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Irrigation Systems - Water- and cost-effective solutions for lush lawns and gardens

Irrigation systems are automatic watering systems designed to deliver a controlled flow of water for the growth of plants. Growing emphasis on water conservation is making it more important than ever to use the most suitable irrigation system for lawns and gardens. While above-ground spray systems have been the traditional choice for water application, in-ground applications like drip irrigation are gaining in popularity because of the unique cost and water conservation advantages these systems offer. This guide will explain the difference between in-ground and above-ground irrigation systems, the basic components used in each system, the applications they are best used for, and what to look for in making your selection.

Standard pop-up fixed spray head

In-ground Irrigation
An in-ground irrigation system disperses water through sprinklers attached to risers connected to a network of underground pipes that run throughout your lawn. It can also include a drip system that disperses water through emitters directly to plants' root zones in a slow, precise application, producing deeper root growth and more abundant foliage for garden favorites like perennials, annuals, shrubs, and ground covers. When properly designed, drip irrigation maintains an optimum balance of water and air in the root zone while reducing water wasted due to the sun and wind. 

Drip irrigation offers many money- and time-saving benefits. Delivering water directly to plant roots saves you money by reducing up to 70% in water waste from evaporation and run-off.  It saves you time by replacing hand watering, and reduces yard maintenance by delivering water directly to plants, reducing weed growth.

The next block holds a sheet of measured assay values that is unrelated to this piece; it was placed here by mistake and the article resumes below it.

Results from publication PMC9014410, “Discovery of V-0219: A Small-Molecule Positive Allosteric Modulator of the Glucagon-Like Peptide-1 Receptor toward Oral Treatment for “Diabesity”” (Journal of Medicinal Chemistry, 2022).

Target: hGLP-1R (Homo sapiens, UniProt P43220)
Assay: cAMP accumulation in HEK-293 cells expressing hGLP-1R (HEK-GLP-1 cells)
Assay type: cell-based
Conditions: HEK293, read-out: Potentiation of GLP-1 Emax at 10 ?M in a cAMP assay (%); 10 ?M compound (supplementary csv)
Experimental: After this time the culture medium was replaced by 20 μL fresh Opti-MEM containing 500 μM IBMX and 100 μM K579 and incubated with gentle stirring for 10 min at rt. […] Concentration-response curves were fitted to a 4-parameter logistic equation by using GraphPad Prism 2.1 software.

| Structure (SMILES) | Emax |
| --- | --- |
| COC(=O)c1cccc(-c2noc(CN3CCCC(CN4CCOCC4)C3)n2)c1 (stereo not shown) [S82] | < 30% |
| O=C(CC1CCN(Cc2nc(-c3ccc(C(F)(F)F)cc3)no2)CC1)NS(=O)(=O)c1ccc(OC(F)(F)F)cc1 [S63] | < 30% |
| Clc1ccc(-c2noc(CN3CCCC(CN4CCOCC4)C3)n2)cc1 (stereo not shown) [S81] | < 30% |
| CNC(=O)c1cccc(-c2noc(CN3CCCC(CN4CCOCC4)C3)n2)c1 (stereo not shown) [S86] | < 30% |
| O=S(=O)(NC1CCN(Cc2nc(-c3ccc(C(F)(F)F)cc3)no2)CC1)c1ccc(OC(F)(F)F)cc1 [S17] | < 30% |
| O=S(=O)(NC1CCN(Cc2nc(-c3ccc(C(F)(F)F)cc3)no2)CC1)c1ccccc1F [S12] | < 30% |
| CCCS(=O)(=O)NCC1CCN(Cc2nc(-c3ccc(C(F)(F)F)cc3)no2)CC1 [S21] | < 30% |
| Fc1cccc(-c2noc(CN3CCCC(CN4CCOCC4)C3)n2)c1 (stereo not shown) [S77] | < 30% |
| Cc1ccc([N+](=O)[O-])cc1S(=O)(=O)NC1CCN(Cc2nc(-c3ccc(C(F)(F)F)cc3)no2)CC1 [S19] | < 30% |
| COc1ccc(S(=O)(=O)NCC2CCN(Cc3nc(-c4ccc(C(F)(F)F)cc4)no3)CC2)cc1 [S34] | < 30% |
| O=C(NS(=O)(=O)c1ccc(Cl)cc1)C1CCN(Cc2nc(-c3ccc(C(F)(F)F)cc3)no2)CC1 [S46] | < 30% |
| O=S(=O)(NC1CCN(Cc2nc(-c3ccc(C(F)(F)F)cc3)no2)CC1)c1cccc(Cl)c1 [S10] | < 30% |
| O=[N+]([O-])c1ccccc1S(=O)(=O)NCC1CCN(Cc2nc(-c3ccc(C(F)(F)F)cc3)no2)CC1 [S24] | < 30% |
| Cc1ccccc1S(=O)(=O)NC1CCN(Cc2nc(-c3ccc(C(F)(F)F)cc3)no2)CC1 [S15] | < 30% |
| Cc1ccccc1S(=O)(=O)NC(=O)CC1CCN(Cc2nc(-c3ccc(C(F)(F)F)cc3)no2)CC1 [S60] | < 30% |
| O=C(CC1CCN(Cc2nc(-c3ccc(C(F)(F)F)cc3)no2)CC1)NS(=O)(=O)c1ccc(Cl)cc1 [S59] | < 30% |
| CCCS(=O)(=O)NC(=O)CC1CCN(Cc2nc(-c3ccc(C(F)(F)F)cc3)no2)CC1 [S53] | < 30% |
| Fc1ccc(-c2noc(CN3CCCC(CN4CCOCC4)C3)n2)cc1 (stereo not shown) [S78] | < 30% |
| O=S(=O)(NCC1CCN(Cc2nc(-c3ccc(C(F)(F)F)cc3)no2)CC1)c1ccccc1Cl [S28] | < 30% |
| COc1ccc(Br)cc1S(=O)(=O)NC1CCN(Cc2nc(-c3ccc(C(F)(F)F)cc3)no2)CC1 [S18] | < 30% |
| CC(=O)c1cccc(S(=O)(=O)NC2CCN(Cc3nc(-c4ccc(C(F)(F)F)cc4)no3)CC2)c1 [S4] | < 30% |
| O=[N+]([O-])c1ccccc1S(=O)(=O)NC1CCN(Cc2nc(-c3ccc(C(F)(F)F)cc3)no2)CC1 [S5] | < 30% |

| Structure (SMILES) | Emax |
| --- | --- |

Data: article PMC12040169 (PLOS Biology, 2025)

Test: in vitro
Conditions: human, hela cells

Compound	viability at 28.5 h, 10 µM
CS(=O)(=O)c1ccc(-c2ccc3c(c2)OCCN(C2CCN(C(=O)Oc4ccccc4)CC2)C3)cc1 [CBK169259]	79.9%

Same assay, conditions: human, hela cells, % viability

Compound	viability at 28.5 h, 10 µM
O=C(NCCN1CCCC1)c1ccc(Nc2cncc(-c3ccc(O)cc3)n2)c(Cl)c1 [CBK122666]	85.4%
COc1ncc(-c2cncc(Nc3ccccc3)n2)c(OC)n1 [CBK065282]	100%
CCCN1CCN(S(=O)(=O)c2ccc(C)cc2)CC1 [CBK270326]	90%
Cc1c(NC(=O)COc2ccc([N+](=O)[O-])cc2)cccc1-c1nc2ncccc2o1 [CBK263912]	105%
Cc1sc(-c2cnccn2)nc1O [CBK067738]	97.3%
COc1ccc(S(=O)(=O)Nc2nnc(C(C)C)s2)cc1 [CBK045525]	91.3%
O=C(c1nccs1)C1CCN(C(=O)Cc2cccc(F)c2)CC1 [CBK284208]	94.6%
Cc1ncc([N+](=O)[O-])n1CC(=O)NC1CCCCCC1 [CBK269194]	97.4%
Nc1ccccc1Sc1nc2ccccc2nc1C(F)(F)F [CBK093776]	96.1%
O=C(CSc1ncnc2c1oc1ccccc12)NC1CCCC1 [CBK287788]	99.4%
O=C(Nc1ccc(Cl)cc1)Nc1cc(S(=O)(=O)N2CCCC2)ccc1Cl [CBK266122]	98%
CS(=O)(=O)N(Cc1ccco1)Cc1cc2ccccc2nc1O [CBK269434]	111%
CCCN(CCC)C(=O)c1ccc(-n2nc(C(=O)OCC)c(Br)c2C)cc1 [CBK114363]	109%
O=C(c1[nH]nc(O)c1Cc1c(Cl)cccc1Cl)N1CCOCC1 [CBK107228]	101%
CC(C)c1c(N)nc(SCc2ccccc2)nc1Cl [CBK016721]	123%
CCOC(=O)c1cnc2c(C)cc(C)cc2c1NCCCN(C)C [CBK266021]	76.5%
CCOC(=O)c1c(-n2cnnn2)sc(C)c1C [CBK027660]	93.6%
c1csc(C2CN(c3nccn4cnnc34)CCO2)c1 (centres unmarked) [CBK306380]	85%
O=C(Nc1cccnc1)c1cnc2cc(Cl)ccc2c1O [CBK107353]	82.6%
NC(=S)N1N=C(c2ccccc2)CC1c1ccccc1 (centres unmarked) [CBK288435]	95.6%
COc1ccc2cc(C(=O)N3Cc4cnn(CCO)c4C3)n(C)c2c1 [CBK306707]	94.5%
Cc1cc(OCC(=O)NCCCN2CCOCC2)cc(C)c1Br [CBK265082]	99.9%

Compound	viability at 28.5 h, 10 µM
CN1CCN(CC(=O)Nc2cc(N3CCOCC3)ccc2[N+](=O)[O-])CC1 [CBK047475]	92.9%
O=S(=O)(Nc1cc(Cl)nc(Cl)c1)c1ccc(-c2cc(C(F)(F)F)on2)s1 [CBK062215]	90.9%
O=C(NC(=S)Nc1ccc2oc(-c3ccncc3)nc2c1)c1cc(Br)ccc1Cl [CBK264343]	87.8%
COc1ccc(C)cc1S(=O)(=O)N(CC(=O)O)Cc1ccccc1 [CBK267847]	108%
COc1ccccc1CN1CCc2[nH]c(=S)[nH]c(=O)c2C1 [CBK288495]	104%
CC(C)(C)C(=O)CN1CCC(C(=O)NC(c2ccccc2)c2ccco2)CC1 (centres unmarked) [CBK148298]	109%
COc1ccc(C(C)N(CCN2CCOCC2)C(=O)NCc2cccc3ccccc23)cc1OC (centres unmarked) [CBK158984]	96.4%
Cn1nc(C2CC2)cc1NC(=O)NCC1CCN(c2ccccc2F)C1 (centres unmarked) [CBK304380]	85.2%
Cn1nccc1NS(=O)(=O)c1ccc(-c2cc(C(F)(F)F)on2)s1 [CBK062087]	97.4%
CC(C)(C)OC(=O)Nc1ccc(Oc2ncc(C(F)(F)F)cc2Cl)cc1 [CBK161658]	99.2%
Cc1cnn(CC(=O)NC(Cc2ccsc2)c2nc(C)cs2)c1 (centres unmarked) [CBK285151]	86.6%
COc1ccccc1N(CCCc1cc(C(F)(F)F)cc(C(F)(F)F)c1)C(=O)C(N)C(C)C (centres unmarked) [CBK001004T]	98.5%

An in-ground irrigation system is composed of:

  • Valves

  • Pipe and Fittings

  • Sprinklers

  • Risers and Flex Assemblies

  • Drip Tubing

  • Timers


Valves turn the flow of water on and off for your irrigation system. The two types of valves used in irrigation are anti-siphon and in-line. They may be manual or electronically controlled, or both. Electronic valves often provide more options and features and are connected to a timer for automatic operation. 

Refer to the table below to learn more about each type.


Points to Consider
Anti-siphon Valve
  • Combines functions of a valve and atmospheric backflow preventer.

  • Controls the flow of water in one direction, protecting the general water supply from backflow contamination.
  • Install above ground 8 to 12 inches above the highest sprinkler head in a location where water can flow away from the valve

  • Used where local codes do not require a pressure vacuum valve
In-Line Valve
  • Has no integrated backflow protection.
  • Install below ground level in a box that allows access for maintenance and inspection.

  • Typically require a separate back flow device.

  • Can be installed out of sight for uncluttered landscape appearance

Local codes will typically define which valve you should use.


Pipes and Fittings
Pipe used for irrigation includes:

  • PVC – Rigid pipe available in sizes ranging from ¾" to 1 ½".